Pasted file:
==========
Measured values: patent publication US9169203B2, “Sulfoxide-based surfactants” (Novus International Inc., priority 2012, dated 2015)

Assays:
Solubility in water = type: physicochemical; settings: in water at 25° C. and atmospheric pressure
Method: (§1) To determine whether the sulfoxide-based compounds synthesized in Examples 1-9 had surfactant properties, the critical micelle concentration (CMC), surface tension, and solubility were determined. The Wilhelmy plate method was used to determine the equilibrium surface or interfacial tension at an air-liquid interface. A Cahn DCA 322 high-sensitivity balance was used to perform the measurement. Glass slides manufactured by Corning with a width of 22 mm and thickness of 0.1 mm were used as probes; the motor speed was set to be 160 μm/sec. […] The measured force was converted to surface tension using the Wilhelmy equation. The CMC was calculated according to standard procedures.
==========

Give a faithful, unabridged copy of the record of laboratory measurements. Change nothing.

Measured values: patent publication US9169203B2, “Sulfoxide-based surfactants” (Novus International Inc., priority 2012, dated 2015)

Assays:
Solubility in water = type: physicochemical; settings: in water at 25° C. and atmospheric pressure
Method: (§1) To determine whether the sulfoxide-based compounds synthesized in Examples 1-9 had surfactant properties, the critical micelle concentration (CMC), surface tension, and solubility were determined. The Wilhelmy plate method was used to determine the equilibrium surface or interfacial tension at an air-liquid interface. A Cahn DCA 322 high-sensitivity balance was used to perform the measurement. Glass slides manufactured by Corning with a width of 22 mm and thickness of 0.1 mm were used as probes; the motor speed was set to be 160 μm/sec. […] The measured force was converted to surface tension using the Wilhelmy equation. The CMC was calculated according to standard procedures.